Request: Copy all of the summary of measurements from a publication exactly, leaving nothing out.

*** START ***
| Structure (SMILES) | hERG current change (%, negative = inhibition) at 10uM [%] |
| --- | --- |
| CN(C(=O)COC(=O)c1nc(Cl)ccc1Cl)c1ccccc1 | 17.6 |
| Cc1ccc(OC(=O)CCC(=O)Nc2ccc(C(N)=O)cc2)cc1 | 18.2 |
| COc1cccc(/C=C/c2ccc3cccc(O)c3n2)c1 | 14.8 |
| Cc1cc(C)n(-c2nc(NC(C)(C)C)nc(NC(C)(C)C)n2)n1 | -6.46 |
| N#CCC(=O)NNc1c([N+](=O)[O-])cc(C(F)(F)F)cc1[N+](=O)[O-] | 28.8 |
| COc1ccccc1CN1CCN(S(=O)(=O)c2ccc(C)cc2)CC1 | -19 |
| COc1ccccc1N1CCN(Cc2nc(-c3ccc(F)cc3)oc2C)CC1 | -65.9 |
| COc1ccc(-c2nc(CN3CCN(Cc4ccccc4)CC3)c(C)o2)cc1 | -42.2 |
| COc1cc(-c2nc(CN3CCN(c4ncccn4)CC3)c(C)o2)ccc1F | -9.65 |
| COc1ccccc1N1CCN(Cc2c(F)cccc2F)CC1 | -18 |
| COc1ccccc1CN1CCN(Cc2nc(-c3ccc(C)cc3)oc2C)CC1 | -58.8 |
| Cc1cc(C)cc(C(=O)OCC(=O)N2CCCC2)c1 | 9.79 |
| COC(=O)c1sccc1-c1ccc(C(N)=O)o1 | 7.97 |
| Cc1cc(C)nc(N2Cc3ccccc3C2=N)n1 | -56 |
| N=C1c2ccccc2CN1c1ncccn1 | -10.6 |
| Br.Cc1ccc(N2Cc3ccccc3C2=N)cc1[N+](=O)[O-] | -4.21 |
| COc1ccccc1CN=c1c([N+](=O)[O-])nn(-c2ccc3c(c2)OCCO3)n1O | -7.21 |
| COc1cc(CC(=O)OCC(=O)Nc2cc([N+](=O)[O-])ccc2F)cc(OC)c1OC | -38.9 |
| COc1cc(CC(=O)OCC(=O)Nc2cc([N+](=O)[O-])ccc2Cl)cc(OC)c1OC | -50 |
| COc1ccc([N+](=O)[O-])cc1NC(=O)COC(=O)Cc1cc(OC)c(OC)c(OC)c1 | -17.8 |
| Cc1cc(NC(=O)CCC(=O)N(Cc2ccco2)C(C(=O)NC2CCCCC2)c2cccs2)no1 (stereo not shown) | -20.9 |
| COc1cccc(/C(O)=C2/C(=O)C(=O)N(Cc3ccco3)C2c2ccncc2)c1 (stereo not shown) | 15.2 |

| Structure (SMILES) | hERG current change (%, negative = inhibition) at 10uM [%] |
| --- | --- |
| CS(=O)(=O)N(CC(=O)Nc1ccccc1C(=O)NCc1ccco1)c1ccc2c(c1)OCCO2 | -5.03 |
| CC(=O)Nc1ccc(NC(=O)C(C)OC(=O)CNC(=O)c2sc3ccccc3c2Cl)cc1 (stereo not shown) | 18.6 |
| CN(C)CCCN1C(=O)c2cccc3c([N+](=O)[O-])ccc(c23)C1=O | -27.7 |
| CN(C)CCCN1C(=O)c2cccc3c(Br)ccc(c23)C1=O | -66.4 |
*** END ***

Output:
| Structure (SMILES) | hERG current change (%, negative = inhibition) at 10uM [%] |
| --- | --- |
| CN(C(=O)COC(=O)c1nc(Cl)ccc1Cl)c1ccccc1 | 17.6 |
| Cc1ccc(OC(=O)CCC(=O)Nc2ccc(C(N)=O)cc2)cc1 | 18.2 |
| COc1cccc(/C=C/c2ccc3cccc(O)c3n2)c1 | 14.8 |
| Cc1cc(C)n(-c2nc(NC(C)(C)C)nc(NC(C)(C)C)n2)n1 | -6.46 |
| N#CCC(=O)NNc1c([N+](=O)[O-])cc(C(F)(F)F)cc1[N+](=O)[O-] | 28.8 |
| COc1ccccc1CN1CCN(S(=O)(=O)c2ccc(C)cc2)CC1 | -19 |
| COc1ccccc1N1CCN(Cc2nc(-c3ccc(F)cc3)oc2C)CC1 | -65.9 |
| COc1ccc(-c2nc(CN3CCN(Cc4ccccc4)CC3)c(C)o2)cc1 | -42.2 |
| COc1cc(-c2nc(CN3CCN(c4ncccn4)CC3)c(C)o2)ccc1F | -9.65 |
| COc1ccccc1N1CCN(Cc2c(F)cccc2F)CC1 | -18 |
| COc1ccccc1CN1CCN(Cc2nc(-c3ccc(C)cc3)oc2C)CC1 | -58.8 |
| Cc1cc(C)cc(C(=O)OCC(=O)N2CCCC2)c1 | 9.79 |
| COC(=O)c1sccc1-c1ccc(C(N)=O)o1 | 7.97 |
| Cc1cc(C)nc(N2Cc3ccccc3C2=N)n1 | -56 |
| N=C1c2ccccc2CN1c1ncccn1 | -10.6 |
| Br.Cc1ccc(N2Cc3ccccc3C2=N)cc1[N+](=O)[O-] | -4.21 |
| COc1ccccc1CN=c1c([N+](=O)[O-])nn(-c2ccc3c(c2)OCCO3)n1O | -7.21 |
| COc1cc(CC(=O)OCC(=O)Nc2cc([N+](=O)[O-])ccc2F)cc(OC)c1OC | -38.9 |
| COc1cc(CC(=O)OCC(=O)Nc2cc([N+](=O)[O-])ccc2Cl)cc(OC)c1OC | -50 |
| COc1ccc([N+](=O)[O-])cc1NC(=O)COC(=O)Cc1cc(OC)c(OC)c(OC)c1 | -17.8 |
| Cc1cc(NC(=O)CCC(=O)N(Cc2ccco2)C(C(=O)NC2CCCCC2)c2cccs2)no1 (stereo not shown) | -20.9 |
| COc1cccc(/C(O)=C2/C(=O)C(=O)N(Cc3ccco3)C2c2ccncc2)c1 (stereo not shown) | 15.2 |

| Structure (SMILES) | hERG current change (%, negative = inhibition) at 10uM [%] |
| --- | --- |
| CS(=O)(=O)N(CC(=O)Nc1ccccc1C(=O)NCc1ccco1)c1ccc2c(c1)OCCO2 | -5.03 |
| CC(=O)Nc1ccc(NC(=O)C(C)OC(=O)CNC(=O)c2sc3ccccc3c2Cl)cc1 (stereo not shown) | 18.6 |
| CN(C)CCCN1C(=O)c2cccc3c([N+](=O)[O-])ccc(c23)C1=O | -27.7 |
| CN(C)CCCN1C(=O)c2cccc3c(Br)ccc(c23)C1=O | -66.4 |